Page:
THE £7m health cuts revealed by the Western Trust will impact on services in Fermanagh, with a reduction in beds, a review of staff numbers and the cutting of services at Westbridge House in Enniskillen a feature of the savings.
The Department of Health Social Services and Public Safety (DHSSPS) and the service commissioner, the Health and Social Care Board, have now approved a savings plan for the Western Trust totalling £7m. These savings will be implemented between November 2014 and March 2015.
In a statement released by the trust a spokesman said that in the development of the plan professional advice was sought to ensure the continued safety of patients and clients, “however with such a sizeable reduction in expenditure, the quality of services will be affected.”
In developing the savings plan, the trust considered three key areas: services, workforce controls and non-pay expenditure. Locally the unfunded Scanning Bureau service in the South West Acute Hospital will cease.
This service uses technology and new processes to improve patient experience and quality of care by significantly reducing the trust’s reliance on the paper medical record.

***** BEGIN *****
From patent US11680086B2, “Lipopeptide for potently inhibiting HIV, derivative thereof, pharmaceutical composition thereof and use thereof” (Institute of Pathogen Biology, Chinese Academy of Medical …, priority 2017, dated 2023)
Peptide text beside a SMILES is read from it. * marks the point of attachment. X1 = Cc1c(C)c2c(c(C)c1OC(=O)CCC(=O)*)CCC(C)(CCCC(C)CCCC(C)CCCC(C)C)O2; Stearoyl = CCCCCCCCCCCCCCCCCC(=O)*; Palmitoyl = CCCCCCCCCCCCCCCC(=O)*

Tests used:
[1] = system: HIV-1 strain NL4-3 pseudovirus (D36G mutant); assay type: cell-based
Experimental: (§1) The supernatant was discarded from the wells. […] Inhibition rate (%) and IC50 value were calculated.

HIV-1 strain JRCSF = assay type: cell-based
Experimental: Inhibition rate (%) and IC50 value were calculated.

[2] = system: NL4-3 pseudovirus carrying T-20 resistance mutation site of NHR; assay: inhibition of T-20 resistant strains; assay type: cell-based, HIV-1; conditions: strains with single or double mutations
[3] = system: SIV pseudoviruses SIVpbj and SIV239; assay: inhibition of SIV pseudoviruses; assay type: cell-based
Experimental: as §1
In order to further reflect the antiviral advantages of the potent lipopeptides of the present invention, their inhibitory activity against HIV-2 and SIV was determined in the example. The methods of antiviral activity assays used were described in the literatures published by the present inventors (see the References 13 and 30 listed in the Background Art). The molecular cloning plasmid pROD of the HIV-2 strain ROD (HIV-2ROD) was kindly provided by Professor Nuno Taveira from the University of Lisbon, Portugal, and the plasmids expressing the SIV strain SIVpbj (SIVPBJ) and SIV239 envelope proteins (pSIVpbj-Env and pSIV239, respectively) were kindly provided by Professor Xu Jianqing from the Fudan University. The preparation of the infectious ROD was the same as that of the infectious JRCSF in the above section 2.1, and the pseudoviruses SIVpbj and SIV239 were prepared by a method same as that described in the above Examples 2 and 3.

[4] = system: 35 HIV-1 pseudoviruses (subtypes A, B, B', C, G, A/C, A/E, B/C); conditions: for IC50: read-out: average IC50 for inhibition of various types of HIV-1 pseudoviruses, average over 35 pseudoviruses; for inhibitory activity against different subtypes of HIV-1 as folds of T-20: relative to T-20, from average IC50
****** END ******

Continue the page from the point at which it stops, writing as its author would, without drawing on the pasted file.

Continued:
Daycare services provision at Westbridge House, Enniskillen and Spruce, Omagh will also cease and service users relocated to an alternative service locally.
Mental health services for older people will also be redesigned in line with the Northern Ireland Dementia Strategy. A focus on ‘community provision’ and maintaining service users in their homes will result in a reduction in beds across the trust area.
As part of the cuts the trust will also temporarily merge the Palliative Care and Rehabilitation wards at the Tyrone County Hospital, having a serious impact on Fermanagh patients and again putting pressure on staff and possibly beds.
The majority of the savings will come from implementing a number of workforce controls, including the review of staff on temporary contracts. With the health sector providing a strong employment base in the county the savings will have implications on the local work force.
Additionally there will be stricter criteria for use of agency, bank and locum staff and delay in filling some vacancies.
With reports that staff are already working under immense pressure the news will offer no comfort to those at the South West Acute Hospital.
To further curb spending non-pay controls are to be introduced, including a reduction in spend on goods and services and tighter controls on non-clinical travel and restrictions on training for the rest of the year.
It is also expected that waiting lists will grow as a result of the cuts. For all trusts the level of funding for waiting list initiatives to achieve waiting times for elective (planned) care and treatment has been reduced from previous years. This means that waiting times for assessment and treatment in the Western Trust will increase.
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